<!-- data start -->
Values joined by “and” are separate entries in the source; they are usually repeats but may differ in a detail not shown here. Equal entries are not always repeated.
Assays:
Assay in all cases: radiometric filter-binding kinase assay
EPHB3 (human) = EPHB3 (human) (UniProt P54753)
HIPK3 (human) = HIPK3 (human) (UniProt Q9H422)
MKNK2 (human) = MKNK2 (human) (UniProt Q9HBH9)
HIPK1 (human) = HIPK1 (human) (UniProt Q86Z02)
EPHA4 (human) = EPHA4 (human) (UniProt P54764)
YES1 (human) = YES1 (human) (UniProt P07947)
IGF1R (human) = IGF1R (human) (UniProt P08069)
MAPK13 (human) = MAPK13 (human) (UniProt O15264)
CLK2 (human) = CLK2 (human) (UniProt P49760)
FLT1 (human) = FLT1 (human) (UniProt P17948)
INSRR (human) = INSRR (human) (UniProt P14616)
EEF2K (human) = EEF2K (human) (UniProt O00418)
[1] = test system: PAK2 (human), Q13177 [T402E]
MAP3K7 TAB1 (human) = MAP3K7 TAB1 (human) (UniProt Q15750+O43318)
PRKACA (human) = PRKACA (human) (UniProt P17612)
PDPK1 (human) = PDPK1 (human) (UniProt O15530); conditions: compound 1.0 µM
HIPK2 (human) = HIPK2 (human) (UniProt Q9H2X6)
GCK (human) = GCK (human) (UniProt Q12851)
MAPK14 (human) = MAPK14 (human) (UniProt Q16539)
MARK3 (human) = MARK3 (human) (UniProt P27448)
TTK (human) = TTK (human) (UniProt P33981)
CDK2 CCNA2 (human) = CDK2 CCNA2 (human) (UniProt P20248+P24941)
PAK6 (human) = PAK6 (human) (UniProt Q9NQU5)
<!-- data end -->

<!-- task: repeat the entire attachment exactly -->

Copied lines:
Values joined by “and” are separate entries in the source; they are usually repeats but may differ in a detail not shown here. Equal entries are not always repeated.
Assays:
Assay in all cases: radiometric filter-binding kinase assay
EPHB3 (human) = EPHB3 (human) (UniProt P54753)
HIPK3 (human) = HIPK3 (human) (UniProt Q9H422)
MKNK2 (human) = MKNK2 (human) (UniProt Q9HBH9)
HIPK1 (human) = HIPK1 (human) (UniProt Q86Z02)
EPHA4 (human) = EPHA4 (human) (UniProt P54764)
YES1 (human) = YES1 (human) (UniProt P07947)
IGF1R (human) = IGF1R (human) (UniProt P08069)
MAPK13 (human) = MAPK13 (human) (UniProt O15264)
CLK2 (human) = CLK2 (human) (UniProt P49760)
FLT1 (human) = FLT1 (human) (UniProt P17948)
INSRR (human) = INSRR (human) (UniProt P14616)
EEF2K (human) = EEF2K (human) (UniProt O00418)
[1] = test system: PAK2 (human), Q13177 [T402E]
MAP3K7 TAB1 (human) = MAP3K7 TAB1 (human) (UniProt Q15750+O43318)
PRKACA (human) = PRKACA (human) (UniProt P17612)
PDPK1 (human) = PDPK1 (human) (UniProt O15530); conditions: compound 1.0 µM
HIPK2 (human) = HIPK2 (human) (UniProt Q9H2X6)
GCK (human) = GCK (human) (UniProt Q12851)
MAPK14 (human) = MAPK14 (human) (UniProt Q16539)
MARK3 (human) = MARK3 (human) (UniProt P27448)
TTK (human) = TTK (human) (UniProt P33981)
CDK2 CCNA2 (human) = CDK2 CCNA2 (human) (UniProt P20248+P24941)
PAK6 (human) = PAK6 (human) (UniProt Q9NQU5)